Extended influence of the baby-boomers

Your article on baby-boomers established how older people are feeling ignored by advertisers – and rightly so. But the real trick that marketers may be missing lies in the increasing scope of product sectors across which these baby-boomers are now the primary purchasers.

The housing crisis and youth unemployment have helped to create a situation where these Super Parents are providing housing for their children for prolonged periods of time and contributing billions of pounds worth of childcare for their grandchildren. This central support role means that Super Parents are heavily involved in purchase decisions and influence across a wide range of product sectors – from children’s nutrition, to education, health, property and financial products. Advertisers and planners need to reassess who is buying their products.

Rosemary Gorman, group advertisement director, Mail Newspapers

Stop scheming to win customers’ love

Many brands enjoy a certain degree of loyalty, but brand loyalty doesn’t necessarily translate to committed loyalty. Brands need to think beyond schemes and incentives as a way to win over customers.

As the article highlights, achieving long-term loyalty when competing on price alone erodes margins. By focusing too much on rewards, customers will make choices based on incentives rather than loyalty, allowing competitors to undercut and tempt customers away.

Therefore, brands must develop an omnichannel customer experience that is grounded in robust data. In-depth insight allows brands to tap into emotional drivers that ‘schemes’ rarely touch on.

By basing loyalty on a deeper understanding of behaviour, brands can create highly personal and resonant communications. This in turn will foster a genuine and mutually beneficial relationship that leads to long-term brand loyalty.

Nick Evans, marketing practice director, Jaywing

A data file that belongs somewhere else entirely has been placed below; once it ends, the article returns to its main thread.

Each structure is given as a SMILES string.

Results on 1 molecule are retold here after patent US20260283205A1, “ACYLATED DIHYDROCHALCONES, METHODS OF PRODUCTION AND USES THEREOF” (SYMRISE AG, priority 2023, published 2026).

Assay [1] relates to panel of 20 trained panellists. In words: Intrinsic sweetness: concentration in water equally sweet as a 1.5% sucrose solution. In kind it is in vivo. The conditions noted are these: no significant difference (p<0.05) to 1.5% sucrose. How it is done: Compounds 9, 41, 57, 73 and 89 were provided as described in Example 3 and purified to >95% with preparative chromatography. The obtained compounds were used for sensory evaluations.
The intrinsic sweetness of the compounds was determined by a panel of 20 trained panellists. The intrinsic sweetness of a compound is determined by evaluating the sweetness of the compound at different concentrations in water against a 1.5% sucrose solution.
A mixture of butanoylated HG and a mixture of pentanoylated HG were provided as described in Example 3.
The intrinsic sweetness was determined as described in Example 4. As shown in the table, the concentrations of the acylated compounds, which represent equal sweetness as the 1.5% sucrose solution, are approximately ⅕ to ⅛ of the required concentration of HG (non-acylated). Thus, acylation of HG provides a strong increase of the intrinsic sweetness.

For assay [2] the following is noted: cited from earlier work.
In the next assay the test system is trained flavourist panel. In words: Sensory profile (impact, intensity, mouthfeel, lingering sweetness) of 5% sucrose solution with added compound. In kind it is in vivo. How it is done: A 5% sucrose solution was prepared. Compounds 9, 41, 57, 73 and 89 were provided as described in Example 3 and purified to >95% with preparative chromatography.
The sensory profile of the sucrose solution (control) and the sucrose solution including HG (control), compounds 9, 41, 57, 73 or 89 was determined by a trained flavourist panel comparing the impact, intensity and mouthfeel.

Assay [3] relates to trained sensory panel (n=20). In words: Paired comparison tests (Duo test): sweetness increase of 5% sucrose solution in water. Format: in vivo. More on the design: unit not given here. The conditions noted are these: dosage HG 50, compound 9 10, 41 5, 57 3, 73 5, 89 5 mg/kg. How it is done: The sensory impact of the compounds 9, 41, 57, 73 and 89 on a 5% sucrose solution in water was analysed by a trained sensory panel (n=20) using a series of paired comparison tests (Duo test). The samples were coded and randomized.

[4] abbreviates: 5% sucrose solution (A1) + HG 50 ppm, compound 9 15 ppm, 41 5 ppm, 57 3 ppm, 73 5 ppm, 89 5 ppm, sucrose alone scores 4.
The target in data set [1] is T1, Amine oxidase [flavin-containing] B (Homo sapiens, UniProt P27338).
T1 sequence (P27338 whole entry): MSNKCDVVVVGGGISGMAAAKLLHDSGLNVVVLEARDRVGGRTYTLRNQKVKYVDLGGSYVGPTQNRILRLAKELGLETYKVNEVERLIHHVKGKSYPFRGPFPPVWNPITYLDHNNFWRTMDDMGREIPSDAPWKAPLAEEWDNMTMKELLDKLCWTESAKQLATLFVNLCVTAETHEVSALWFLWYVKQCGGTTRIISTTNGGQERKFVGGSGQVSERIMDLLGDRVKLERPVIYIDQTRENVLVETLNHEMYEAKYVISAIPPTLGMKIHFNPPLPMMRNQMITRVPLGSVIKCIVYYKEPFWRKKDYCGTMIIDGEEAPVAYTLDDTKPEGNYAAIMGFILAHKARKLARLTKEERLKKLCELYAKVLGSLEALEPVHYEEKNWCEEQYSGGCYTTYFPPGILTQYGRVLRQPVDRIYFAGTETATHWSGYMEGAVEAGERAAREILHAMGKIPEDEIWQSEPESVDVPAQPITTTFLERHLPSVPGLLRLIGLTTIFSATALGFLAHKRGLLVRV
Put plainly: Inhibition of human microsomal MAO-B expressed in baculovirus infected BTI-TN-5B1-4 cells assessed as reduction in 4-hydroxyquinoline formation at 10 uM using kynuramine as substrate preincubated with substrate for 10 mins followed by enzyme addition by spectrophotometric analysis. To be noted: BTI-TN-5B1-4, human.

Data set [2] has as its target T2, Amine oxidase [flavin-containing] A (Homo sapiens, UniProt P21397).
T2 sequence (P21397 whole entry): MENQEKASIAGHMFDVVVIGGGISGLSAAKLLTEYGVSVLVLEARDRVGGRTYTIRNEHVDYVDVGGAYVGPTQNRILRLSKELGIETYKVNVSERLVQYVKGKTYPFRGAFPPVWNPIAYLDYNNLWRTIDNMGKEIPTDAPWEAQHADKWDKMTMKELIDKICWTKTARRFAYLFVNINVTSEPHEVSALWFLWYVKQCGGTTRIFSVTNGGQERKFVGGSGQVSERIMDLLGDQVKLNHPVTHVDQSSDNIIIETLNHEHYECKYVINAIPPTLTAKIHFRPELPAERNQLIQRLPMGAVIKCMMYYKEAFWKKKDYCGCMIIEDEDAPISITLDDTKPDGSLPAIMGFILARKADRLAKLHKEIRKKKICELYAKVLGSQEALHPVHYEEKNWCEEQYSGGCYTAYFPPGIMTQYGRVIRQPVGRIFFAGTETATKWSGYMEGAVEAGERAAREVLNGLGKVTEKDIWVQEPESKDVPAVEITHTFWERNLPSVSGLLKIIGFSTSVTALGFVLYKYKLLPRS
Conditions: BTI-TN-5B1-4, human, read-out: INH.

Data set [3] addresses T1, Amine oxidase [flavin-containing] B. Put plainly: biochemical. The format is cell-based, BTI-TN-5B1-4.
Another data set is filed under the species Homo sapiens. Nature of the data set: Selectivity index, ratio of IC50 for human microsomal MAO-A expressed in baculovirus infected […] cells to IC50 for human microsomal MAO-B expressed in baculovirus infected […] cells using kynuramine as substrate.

Amazon’s fire control

Amazon disrupted the traditional customer journey by offering a showrooming experience on people’s mobiles while they are in another retailer. Now, ironically, Amazon is seeing competition from Google using product listing ads to direct customers to ecommerce retailers other than itself.

For that reason, the Fire Phone is its attempt to regain control. It’s very difficult to break into the mobile space, but given the importance Amazon places on its relationship with its customers, it needs a way to communicate with them without anyone else getting in the way. It’s a risky move but very bold.

Nishat Mehta, EVP of global partnerships, Dunnhumby

Outmanoeuvre own-label

To take on the rise of own-label branding, manufacturers need to leverage their ‘built-in’ equity more effectively through a pipeline of innovation. It is vital manufacturers keep their brands relevant and exciting in the eyes of their target audience. Brand personality and expertise, combined with insight, will remind consumers why they love these brands and should result in a competitive edge strong enough to beat the retailer brands.

Bernadette Morrison, associate strategy director, Fitch


What defines a global brand?

David Coveney

Following the abortive Pfizer/AstraZeneca takeover a couple of months ago, there’s been a lot of coverage in the media about multinational brands and what it means to be ‘global’.


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